that is the brilliant solution that i think we have in terms of our own system of checks and balances and as a part pointed out legislators can make mistakes. it is not up to me to correct the mistakes of legislators. i have to follow the positive law and to comply with it. >> judge o'scannlain i'm roger with the cato institute. let me pose a critical but not a hostile question. >> okay. [laughter] >> first of all i want to commend you for taking on this subject seriously of the natural law. too few judges do and it's to your credit that you have done so. i also want to go back to the
distinction you drew at the outset between the natural rights tradition and the natural law tradition and say that i am with you on casey but not on lawrence and here is why. you have spoken of an object if conception of man and i fully agree with that as the starting point but i wonder if you have not packed into it more than you can without facing circularity. it has to do with the fundamental and ancient distinction between the right and the good. the declaration of independence speaks of the right to pursue happiness. what makes you happy may not necessarily what makes me happy. we have subjective values and objective rights and that is how it is that one can distinguish between cases like casey and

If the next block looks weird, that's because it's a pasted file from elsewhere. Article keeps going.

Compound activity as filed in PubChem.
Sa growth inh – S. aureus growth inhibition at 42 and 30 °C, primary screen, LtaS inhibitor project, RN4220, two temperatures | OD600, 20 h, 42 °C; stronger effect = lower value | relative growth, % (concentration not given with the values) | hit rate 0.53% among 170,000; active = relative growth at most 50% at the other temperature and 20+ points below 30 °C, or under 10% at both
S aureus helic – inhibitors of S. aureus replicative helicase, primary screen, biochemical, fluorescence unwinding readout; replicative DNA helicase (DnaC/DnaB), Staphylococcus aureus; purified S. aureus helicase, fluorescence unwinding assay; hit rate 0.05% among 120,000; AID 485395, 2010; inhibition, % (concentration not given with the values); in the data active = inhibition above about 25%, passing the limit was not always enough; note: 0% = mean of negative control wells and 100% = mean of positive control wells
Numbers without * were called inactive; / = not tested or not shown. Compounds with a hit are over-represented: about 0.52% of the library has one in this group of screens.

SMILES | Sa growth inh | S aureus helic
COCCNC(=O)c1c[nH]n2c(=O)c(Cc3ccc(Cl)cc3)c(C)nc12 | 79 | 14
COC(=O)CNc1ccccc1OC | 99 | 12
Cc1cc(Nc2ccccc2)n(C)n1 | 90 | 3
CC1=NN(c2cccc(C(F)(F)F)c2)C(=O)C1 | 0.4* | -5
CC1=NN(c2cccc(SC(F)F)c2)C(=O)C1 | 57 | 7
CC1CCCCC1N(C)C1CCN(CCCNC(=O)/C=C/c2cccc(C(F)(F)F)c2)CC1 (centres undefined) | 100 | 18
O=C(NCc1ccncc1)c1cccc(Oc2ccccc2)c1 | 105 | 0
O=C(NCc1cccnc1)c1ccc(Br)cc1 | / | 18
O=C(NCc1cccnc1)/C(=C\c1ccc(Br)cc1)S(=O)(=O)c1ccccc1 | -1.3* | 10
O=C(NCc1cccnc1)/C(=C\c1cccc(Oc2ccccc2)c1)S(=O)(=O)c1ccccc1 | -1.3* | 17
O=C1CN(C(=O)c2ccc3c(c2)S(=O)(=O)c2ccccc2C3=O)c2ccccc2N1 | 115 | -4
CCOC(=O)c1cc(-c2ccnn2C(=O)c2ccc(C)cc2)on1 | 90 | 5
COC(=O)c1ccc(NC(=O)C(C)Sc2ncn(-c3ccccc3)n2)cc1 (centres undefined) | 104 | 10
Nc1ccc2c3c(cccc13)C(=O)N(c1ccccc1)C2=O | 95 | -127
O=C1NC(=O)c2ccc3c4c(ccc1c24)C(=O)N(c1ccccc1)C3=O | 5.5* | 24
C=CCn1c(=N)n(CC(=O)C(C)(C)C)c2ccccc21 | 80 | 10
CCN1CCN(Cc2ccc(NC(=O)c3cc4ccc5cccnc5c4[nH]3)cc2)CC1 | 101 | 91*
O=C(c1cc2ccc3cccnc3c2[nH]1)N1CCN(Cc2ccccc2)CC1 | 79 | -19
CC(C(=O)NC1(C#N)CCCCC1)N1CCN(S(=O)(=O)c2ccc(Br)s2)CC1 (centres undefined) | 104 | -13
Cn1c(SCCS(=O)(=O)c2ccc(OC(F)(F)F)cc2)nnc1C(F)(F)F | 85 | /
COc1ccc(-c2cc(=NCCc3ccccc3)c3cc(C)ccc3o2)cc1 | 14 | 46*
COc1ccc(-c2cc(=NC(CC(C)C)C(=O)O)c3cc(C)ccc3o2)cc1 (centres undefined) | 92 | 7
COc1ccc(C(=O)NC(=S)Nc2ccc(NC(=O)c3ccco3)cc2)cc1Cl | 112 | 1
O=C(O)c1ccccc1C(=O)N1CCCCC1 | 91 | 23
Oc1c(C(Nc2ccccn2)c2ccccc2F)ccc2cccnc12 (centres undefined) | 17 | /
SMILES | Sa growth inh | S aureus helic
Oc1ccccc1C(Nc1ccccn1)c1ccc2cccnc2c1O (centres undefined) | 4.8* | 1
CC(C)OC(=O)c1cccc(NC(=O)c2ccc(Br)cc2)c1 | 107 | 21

lawrence. lawrence lets remember was justified in the name of dignity , the liberty to pursue your own conception of what is right or good for you even as you respect the equal rights of others to do the same so i wonder if you would care to respond to that? >> i will accept that as fair comment and i think that there will be times when these principles start to collide but i was comfortable when i said lawrence, because i felt very troubled by the fact that lawrence was decided 30 much on the basis of a case, it decided